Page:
Over the last few decades, astronomers have discovered that planets are extremely common. Now they are focusing on better understanding how they form. And there have been some curveballs, delivering completely unexpected insights. Among the latest ones, researchers discovered that even around the hotter stars, you can find the building blocks of rocky planets.
This discovery was not predicted. Hotter stars emit a lot of ultraviolet light, which can easily break apart molecules. Using JWST, astronomers conducted an investigation of 15 eXtreme Ultraviolet Environments (XUE) located in the Lobster Nebula. The nebula hosts some of the most massive stars in the galaxy, and their brightness should disperse and destroy the material located in the innermost parts of their planet-forming disks. That’s where rocky planets like the Earth form.
The first target, XUE 1, is a protoplanetary disk that has been exposed to a huge amount of ultraviolet radiation. JWST showed that despite these extreme physical conditions, the building blocks of rocky planets are all there, including crystalline silicate dust.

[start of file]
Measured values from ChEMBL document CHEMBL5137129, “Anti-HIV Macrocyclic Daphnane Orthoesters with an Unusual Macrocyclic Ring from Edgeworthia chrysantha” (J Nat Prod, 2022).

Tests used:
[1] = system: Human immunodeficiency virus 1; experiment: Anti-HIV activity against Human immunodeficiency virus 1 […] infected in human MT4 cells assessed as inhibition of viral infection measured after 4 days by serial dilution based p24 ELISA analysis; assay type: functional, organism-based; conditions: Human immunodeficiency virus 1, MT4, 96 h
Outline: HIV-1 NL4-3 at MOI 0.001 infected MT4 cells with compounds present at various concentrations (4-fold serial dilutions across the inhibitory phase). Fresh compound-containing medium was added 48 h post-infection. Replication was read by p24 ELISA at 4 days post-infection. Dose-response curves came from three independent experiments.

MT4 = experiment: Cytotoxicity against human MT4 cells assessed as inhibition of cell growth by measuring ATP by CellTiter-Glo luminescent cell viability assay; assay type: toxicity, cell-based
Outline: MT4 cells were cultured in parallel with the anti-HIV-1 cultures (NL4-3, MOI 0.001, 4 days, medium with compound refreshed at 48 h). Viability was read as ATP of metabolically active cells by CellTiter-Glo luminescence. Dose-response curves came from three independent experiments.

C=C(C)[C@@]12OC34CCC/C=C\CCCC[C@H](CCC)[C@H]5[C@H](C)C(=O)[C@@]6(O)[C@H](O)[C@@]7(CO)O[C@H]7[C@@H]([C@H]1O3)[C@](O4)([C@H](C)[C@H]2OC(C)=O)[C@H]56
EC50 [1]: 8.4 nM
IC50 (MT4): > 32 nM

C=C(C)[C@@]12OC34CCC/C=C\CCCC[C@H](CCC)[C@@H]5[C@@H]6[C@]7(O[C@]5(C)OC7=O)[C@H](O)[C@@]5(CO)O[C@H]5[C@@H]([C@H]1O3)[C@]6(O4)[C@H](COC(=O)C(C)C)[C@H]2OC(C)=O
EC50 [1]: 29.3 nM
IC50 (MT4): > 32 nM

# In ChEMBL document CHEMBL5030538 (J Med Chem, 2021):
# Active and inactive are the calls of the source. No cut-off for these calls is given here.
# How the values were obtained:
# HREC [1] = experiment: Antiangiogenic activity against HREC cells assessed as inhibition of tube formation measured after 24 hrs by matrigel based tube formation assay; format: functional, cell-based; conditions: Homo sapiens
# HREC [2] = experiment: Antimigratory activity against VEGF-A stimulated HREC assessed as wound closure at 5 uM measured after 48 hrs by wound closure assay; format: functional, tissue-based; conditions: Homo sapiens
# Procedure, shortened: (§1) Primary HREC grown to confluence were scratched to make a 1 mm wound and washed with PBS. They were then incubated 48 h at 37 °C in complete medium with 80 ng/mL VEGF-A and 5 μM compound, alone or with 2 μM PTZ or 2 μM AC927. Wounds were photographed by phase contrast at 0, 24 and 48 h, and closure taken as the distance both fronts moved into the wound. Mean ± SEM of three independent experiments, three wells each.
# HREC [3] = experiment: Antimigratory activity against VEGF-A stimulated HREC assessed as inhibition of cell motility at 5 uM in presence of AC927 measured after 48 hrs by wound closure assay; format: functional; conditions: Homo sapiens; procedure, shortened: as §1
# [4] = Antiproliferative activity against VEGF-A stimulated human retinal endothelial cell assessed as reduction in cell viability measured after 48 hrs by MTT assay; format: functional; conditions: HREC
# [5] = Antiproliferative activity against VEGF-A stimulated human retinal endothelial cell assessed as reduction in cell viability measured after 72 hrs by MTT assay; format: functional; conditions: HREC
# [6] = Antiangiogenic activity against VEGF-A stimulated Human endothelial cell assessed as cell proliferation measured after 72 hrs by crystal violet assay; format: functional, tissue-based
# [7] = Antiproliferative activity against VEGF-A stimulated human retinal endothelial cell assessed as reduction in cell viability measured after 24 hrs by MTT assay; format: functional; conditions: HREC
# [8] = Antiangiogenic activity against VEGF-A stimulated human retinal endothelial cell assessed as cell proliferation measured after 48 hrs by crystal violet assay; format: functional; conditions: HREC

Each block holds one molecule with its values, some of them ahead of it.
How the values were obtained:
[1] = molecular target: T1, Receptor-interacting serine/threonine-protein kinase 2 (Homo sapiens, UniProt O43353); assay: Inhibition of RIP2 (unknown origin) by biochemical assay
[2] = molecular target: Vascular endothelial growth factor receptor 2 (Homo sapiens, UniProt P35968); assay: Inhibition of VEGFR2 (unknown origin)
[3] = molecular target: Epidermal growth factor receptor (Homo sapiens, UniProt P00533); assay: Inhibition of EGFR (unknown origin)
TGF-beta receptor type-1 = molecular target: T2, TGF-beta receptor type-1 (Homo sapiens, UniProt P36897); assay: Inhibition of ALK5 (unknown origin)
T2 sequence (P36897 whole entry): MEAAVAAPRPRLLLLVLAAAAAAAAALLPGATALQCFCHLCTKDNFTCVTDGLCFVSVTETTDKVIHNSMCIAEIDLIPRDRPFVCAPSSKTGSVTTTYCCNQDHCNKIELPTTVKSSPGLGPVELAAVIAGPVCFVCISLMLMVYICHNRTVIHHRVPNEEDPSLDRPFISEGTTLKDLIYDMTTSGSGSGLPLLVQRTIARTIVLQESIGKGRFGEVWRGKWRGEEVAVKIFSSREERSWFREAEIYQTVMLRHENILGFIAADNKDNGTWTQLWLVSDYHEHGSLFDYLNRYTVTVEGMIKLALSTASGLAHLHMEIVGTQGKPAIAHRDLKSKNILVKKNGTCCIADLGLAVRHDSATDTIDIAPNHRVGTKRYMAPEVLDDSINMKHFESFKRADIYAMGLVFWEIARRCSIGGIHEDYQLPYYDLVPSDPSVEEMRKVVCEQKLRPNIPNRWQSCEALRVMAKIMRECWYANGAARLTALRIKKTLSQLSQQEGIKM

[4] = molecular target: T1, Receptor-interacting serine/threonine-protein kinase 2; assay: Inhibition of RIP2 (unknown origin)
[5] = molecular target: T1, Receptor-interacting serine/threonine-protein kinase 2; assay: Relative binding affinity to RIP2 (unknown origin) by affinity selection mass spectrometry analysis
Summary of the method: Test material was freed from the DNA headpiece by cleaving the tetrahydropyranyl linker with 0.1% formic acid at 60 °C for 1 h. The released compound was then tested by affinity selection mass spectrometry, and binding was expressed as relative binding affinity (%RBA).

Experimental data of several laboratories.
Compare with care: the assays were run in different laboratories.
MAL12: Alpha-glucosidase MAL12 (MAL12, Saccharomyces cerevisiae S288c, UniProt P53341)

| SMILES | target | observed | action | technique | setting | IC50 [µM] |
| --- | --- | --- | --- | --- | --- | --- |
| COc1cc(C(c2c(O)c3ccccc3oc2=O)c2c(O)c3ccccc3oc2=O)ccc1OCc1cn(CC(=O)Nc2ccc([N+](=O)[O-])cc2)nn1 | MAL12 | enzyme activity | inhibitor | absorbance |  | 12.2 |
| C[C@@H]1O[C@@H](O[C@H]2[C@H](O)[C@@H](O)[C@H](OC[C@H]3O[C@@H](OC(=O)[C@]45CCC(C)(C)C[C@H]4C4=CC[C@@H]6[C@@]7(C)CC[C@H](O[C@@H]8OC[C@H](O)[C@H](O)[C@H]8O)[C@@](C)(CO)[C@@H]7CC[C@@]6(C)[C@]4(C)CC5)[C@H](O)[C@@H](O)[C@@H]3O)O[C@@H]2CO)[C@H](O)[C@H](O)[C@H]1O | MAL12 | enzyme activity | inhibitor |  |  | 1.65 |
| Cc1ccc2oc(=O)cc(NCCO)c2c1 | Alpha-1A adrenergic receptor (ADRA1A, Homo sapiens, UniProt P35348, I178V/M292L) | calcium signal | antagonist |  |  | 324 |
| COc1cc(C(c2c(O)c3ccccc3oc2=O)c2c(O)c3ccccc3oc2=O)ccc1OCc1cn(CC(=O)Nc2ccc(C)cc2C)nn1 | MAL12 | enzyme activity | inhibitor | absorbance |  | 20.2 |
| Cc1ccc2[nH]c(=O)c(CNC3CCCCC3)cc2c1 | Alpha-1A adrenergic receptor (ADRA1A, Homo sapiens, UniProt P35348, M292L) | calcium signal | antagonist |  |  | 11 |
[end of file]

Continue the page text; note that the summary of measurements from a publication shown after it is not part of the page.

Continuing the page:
“We find that the inner disk around XUE 1 is remarkably similar to those in nearby star-forming regions,” team member Rens Waters, of Radboud University in the Netherlands, said in a statement. “We’ve detected water and other molecules like carbon monoxide, carbon dioxide, hydrogen cyanide and acetylene. However, the emission found was weaker than some models predicted. This might imply a small outer disk radius.”
“We were surprised and excited because this is the first time that these molecules have been detected under these extreme conditions,” added Lars Cuijpers, also of Radboud University.
While there is variation, the similarities between these extreme disks and the more common ones are there. This doesn’t mean that rocky planets might be common around these stars, and XUE 1 might also be an exception among these extreme environments. The team is going to investigate all the other targets to see what kind of molecules persist around other bright fledgling stars.
“XUE 1 shows us that the conditions to form rocky planets are there, so the next step is to check how common that is,” team lead María Claudia Ramírez-Tannus of the Max Planck Institute for Astronomy in Germany. “We will observe other disks in the same region to determine the frequency with which these conditions can be observed.”
The study is published in The Astrophysical Journal Letters.